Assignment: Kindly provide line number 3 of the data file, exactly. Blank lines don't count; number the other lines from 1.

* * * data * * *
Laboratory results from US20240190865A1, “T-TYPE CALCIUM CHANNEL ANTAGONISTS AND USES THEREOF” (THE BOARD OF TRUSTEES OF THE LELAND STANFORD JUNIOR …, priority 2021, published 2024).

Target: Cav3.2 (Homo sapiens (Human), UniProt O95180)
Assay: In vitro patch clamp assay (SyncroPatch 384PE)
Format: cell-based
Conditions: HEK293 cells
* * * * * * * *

Assay: In vitro patch clamp assay (SyncroPatch 384PE)